Great responses so far... I'm curious whether others have given thought (or has two cents to impart) on the pros / cons of scenarios (a) vs (b) for the two examples (Dean do you think it all just mixes here, or order may matter just like in the blood sugar study above):

 

Example #1: Should nuts and/or other oily food be consumed first or last in the meal?

a) Argument that nuts or other oily food should be consumed first: slows digestion, with consequent lower glycemic index / lower insulin / glucose spike

b) Argument that nuts or other oily food last: permits higher anti-oxidant foods to be digested prior to oxidative load from nut oil content [ some background on oxidative load with oils:

 

Example 2:

Should fruit be eaten first or last in the meal?

a) Argument that fruit should be eaten first: increases satiation ( M Greger cited work) & the frutarian argument made above by Dean & increased anti-oxidant capacity prior to having oils in the meal.

• b) Argument that fruit should be eaten last: perhaps ( this is where the crsociety community may be able to dispel a myth for me as I am not aware of the research here) the "fructose load" via dilution from more balanced carbohydrate suppliers of glucose:fructose ratio may lessen the fructose load? Is this dilution effect beneficial (having some sucrose digesting prior to the fructose load) or harmful? Does fructose-glucose co-transport plays a role in the trade off?

 

FYI, here's the original manuscript to the paper Dean summarized above:

http://m.care.diabetesjournals.org/content/38/7/e98

Edited by Mechanism

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Mechanism,

 

And Dean, where do fats full in your usual order of veggies / fruit / carbs?

 

I eat my 1/2 avocado near the middle of my meal (after fruit, with the vegetables and starches) and leave nuts until the end, with my dessert (bananas and durian).

 

Regarding the rest of your questions, I don't have answers.

 

--Dean

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Could be, Mecha, that you've just gotta experiment to find how your own body reacts. But I think eating fiber (both types) first should universally slow sugary reactions from lucious fruit. I've just gotten into the habit of eating something non-sweet (veggies, nuts...) before going wild with mangoes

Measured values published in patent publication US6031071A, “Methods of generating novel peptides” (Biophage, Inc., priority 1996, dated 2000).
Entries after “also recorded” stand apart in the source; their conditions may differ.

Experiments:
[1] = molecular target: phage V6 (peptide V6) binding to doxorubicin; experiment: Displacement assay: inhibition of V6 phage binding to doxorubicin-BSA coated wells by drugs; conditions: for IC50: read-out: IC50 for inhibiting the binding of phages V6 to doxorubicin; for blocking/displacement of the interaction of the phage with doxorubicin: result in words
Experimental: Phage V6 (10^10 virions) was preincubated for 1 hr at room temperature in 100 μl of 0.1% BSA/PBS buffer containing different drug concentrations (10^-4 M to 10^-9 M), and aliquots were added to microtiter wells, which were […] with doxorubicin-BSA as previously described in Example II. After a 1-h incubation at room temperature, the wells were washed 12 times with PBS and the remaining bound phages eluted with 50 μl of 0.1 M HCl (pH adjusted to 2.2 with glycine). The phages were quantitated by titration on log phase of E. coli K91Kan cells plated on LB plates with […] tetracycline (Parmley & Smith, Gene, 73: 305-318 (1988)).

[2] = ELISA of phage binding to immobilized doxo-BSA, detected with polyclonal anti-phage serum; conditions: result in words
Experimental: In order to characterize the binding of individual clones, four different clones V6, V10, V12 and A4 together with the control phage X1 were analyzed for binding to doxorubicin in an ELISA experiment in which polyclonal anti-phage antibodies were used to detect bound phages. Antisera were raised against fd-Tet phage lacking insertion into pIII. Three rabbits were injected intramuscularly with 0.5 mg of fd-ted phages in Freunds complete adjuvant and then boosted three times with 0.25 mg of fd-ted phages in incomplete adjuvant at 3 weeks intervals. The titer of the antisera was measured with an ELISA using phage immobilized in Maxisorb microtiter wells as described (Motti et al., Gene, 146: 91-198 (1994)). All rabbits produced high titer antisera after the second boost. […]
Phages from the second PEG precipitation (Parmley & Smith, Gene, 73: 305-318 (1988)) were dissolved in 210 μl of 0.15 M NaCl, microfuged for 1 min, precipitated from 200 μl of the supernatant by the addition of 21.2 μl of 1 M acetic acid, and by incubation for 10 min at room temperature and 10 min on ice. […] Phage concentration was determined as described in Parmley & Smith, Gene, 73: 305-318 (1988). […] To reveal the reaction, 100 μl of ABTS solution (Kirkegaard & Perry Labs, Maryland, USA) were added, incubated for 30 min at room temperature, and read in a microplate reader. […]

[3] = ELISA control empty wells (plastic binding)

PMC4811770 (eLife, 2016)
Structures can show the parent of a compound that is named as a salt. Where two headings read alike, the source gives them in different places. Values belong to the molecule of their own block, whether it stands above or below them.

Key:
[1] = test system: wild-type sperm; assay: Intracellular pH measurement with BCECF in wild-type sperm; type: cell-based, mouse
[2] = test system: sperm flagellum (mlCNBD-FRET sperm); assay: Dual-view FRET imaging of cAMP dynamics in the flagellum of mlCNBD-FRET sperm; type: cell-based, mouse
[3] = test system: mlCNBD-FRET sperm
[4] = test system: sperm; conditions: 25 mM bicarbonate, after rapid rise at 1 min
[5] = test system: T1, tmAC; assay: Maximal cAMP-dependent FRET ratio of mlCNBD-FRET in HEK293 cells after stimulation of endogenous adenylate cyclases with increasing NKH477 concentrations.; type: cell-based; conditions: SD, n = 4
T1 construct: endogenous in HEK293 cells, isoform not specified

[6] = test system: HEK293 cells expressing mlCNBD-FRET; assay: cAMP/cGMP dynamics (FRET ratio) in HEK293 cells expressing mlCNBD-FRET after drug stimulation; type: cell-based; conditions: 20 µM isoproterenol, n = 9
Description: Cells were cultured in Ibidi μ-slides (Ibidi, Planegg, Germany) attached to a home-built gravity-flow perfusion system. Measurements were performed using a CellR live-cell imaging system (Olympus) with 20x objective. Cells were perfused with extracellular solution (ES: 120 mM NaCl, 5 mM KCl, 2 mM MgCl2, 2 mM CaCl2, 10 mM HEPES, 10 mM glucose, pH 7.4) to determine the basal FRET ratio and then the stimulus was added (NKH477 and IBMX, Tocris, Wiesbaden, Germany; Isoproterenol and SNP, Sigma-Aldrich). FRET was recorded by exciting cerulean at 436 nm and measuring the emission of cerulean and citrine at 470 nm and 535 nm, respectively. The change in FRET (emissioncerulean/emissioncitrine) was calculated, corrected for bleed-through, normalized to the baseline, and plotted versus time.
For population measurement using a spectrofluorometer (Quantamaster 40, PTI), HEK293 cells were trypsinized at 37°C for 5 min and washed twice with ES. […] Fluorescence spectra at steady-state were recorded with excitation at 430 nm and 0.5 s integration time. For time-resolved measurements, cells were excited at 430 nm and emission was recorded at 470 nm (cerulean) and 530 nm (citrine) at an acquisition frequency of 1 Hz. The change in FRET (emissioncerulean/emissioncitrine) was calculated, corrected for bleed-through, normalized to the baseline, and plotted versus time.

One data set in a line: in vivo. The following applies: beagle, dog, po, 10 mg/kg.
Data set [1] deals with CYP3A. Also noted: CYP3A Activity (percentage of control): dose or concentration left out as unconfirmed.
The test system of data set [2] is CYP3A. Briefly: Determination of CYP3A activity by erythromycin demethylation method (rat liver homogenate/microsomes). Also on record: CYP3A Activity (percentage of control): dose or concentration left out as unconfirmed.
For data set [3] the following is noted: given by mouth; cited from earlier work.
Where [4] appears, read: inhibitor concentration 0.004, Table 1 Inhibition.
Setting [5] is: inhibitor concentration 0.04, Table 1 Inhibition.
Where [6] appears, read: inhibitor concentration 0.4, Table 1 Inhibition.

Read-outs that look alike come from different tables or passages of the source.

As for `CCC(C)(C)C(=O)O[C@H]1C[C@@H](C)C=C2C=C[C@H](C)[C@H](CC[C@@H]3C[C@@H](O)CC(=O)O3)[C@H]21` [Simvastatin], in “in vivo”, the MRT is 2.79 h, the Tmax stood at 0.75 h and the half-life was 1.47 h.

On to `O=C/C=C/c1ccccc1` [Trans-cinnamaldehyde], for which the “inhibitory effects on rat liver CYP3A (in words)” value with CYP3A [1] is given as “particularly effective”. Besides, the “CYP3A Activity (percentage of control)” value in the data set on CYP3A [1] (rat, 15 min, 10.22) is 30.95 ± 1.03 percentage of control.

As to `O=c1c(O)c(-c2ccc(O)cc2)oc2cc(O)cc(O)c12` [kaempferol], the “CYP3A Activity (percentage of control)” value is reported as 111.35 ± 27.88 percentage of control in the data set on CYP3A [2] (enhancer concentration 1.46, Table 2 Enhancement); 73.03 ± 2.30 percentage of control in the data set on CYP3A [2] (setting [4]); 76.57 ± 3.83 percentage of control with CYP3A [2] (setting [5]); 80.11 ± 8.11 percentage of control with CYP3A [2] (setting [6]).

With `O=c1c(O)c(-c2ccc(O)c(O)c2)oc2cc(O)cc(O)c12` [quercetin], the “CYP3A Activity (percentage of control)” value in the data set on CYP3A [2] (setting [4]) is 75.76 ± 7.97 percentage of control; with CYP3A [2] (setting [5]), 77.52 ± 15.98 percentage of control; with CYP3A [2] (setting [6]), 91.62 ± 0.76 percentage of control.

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I think you're right Sthira -- I've seen studies before suggesting fiber added to a meal reduces GI even if it increases caloric intake of an otherwise identical meal. I appreciate your input.

 

As for my (a) vs (b) scenarios, based on the lack of responses I assume I am overthinking this and data is lacking therefore I'm in a minority considering food sequence to minimize the effects of meal associated oxidative load, etc.

 

Has anyone found any merit to justify having high fructose load (eg-fruit) along with lower fructose food sources to "dilute" the metabolic impact of the fructose portion ( to alter the glucose to fructose ratio)? I'm not clear on whether glucose-fructose co-transport mechanisms would be advantageous or disadvantageous in this case.

Edited by Mechanism

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Here's another example of meal ordering, including both type 2 diabetics and normal subjects. 

Patients ate test meals consisting of 150 g white rice and vegetable salad (sliced tomato and cabbage with olive oil dressing), eating either vegetables before carbohydrates or vice versa.

 

There appears to be a benefit to consuming vegetables first even in normal subjects. Figure 2 and Table 1 summarize everything.

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Great find James!  Thank you for sharing with us.

 

Not only is the article pertinent, but with some high yield implications ---

 

1) In the figures from your paper, not only are there differences in blood glucose depending on the order of meal intake, but the differences are really remarkable (as a percent), especially in non-diabetics. The  differences in blood glucose depending on meal order are not only statistically significant highly CLINICALLY significant too.

 

2) Given (1), the health implications, and that changing meal order is easy to implement in many cases, this finding is both pertinent and actionable.

 

 

The paper highlights the advantages of veggies first, but what about other macronutrients, including protein sources, fruit, etc....

 

The paper fuels my interest on when would be the best time to have fats consumed during a meal: e.g., nuts & seeds.

 

 Here are the pros and cons paraphrased from above:

 

Should high fat foods such as nuts/seeds be eaten first or last in a meal?

 

option a argument) Fats should be consumed FIRST: fats reduce the rate of gastric emptying and thus may lower the overall glycemic index of the meal.  Having them first may set the stage for a lower glycemic index meal.

 

vs.